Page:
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Micturition, also known as urination and voiding, is a process that allows the body to excrete excess water and get rid of some substances that are potentially harmful to the body. Excess water and other water-soluble substances exit the body in the form of urine. The act is supposedly a voluntary process but for some people, especially the very young and very old as well as those who are suffering from conditions affecting the brain and the spinal cord, it becomes uncontrollable. This is because micturition is under the control of the nervous system, which serves as pathway through which the impulse to urinate travels.
Body organs that are involved in the process are the kidneys, ureter, urinary bladder, and urethra. The kidneys are involved in the production of urine by filtering out excess water waste products. Two thin tube-like structures, called the ureters, connect each kidney to the urinary bladder. Urine that is formed in the kidneys will go down through the ureter into the urinary bladder for storage. Once an individual is ready to urinate, urine will flow out of the body through an opening in the urethra.
The micturition reflex, or the urge to urinate, often involves sending of signals between the urinary bladder, the spinal cord, and the brain. When the walls of the urinary bladder are stretched to their limit due to the presence of urine, nerves located in the bladder walls will send a signal that it is ready to release the accumulated fluid. This signal will travel to the spinal cord, and up to the brain. When the brain receives this signal, it will send down a command for the muscular walls of the bladder to contract and expel the urine out of the body. In circumstances where a person is stuck in traffic, the brain will normally relay a message to the bladder to delay the passing out of urine.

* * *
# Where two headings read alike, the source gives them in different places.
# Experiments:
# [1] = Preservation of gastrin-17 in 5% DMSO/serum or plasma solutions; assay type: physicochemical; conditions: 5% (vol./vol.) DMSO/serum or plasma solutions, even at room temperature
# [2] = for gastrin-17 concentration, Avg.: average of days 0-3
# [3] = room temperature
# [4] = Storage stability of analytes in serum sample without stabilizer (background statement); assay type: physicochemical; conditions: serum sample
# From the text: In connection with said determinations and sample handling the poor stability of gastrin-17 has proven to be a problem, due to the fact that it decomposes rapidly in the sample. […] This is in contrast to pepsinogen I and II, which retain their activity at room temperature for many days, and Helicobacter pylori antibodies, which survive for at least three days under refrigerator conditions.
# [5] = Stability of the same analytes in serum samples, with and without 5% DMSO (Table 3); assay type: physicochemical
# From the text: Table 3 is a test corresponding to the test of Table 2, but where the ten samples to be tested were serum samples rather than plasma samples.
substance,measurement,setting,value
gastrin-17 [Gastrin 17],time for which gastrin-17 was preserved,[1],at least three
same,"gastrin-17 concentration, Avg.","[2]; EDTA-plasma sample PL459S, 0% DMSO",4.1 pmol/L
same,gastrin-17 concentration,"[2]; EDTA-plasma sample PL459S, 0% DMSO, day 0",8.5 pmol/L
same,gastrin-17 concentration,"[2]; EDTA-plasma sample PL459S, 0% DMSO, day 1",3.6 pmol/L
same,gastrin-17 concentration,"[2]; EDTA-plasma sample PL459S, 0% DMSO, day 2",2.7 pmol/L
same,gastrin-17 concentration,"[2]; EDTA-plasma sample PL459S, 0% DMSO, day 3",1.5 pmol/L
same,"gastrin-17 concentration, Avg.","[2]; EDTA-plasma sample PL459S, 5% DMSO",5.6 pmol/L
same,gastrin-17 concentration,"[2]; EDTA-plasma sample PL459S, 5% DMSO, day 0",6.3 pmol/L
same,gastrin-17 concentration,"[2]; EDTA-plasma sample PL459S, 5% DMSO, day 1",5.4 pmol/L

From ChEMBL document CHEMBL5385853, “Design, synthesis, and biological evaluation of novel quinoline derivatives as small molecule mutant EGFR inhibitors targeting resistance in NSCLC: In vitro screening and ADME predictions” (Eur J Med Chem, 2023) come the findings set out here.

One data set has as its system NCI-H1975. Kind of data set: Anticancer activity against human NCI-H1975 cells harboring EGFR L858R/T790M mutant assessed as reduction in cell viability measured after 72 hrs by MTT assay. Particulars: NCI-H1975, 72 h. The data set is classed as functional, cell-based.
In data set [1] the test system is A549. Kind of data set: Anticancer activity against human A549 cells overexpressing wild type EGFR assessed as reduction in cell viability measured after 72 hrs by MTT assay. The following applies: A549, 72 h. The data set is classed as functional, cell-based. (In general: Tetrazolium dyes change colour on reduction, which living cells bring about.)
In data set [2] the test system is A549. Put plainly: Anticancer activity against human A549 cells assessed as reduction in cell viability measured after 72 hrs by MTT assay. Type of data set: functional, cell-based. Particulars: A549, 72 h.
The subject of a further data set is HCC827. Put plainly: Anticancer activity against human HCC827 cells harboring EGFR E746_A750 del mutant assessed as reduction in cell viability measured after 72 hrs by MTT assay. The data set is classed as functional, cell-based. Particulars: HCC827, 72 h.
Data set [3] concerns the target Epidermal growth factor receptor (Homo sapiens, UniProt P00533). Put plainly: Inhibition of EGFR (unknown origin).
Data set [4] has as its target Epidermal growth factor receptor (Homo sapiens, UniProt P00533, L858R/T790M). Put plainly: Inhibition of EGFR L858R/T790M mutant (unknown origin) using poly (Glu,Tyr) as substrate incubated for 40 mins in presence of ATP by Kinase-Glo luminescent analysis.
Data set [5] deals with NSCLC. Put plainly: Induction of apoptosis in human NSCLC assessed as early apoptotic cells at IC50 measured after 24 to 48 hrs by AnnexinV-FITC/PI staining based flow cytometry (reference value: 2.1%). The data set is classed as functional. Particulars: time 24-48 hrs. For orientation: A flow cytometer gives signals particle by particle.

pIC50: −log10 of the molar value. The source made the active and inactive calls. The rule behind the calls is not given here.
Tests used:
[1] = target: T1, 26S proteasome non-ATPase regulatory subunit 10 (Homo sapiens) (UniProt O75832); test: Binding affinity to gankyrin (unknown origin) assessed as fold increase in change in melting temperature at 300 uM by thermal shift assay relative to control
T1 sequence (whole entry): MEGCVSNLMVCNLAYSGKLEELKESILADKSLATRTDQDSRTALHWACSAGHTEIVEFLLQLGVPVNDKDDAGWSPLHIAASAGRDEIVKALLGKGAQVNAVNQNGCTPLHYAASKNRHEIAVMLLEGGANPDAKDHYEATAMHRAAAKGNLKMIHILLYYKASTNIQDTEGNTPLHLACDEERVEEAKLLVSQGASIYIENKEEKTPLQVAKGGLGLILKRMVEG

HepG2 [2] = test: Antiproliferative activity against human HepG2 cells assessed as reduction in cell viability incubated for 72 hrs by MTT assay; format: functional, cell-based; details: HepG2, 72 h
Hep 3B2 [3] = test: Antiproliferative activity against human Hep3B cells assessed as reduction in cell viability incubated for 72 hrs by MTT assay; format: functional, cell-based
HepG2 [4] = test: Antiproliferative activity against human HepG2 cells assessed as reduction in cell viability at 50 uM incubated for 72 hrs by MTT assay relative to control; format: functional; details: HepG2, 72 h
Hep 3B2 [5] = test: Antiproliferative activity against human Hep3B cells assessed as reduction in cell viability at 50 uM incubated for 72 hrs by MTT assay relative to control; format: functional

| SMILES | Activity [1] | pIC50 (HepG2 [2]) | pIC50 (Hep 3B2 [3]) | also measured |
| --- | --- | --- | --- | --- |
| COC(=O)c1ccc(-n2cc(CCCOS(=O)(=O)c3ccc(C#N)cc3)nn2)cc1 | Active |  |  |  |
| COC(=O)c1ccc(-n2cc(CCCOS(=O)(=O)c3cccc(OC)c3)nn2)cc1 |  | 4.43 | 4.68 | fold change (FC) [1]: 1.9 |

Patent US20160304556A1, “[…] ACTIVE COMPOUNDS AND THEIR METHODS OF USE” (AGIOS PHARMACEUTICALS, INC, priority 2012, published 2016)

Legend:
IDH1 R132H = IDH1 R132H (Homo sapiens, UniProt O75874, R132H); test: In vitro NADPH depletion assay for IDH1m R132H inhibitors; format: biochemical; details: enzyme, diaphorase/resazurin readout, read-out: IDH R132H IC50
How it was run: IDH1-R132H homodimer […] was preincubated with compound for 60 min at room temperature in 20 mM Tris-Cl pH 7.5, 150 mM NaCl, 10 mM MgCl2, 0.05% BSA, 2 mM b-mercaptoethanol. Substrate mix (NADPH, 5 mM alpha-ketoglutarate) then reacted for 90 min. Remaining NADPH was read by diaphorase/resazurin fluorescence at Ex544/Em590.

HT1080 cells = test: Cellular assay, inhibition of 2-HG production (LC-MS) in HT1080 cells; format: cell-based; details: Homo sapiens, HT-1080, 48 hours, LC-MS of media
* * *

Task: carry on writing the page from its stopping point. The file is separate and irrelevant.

Symptoms of micturition problems include urinary retention, where an individual is unable to empty the bladder completely; urinary incontinence, where he is unable to hold back urination; and urinary frequency, where he experiences the urge for urination more often than normal. Other symptoms are anuria, where there is no urine output at all, and oliguria, where there is very low urine output. These are often due to the presence of underlying medical conditions such as prostate problems, pregnancy, and urinary tract infections. Patients with traumatic spinal cord injury, especially those resulting in the paralysis of muscles from the neck down, also often experience problems in micturition.
@dfoster85 - Oh, that's terrible! I remember how nice it was to be able to take a shower after my c-section. On the other hand, at least when your catheter is in you don't have to get out of bed to use the bathroom!
It's important to drink a lot of water after childbirth, to help your body clear the swelling, whether you have a catheter in or not. It may be counterintuitive, but you're better off if you can keep things moving, keep those kidneys working.
I discovered the hard way that swelling can cause urinary problems after a c-section. They had put in a catheter while I was in labor, because I had an epidural, and they left it in for about twelve hours after my surgery.
But then I still couldn't go! Several hours after they had removed it (I think it was six or so hours later; they waited a specific number), they had to put it back in because I hadn't been able to void. It was so disappointing! Because then I was not able to take a shower, and it was embarrassing when people came to visit me to still be connected to a bag of urine.
They had to leave it in for twenty-four hours -- that was their protocol -- and then they removed it and I was finally able to go.
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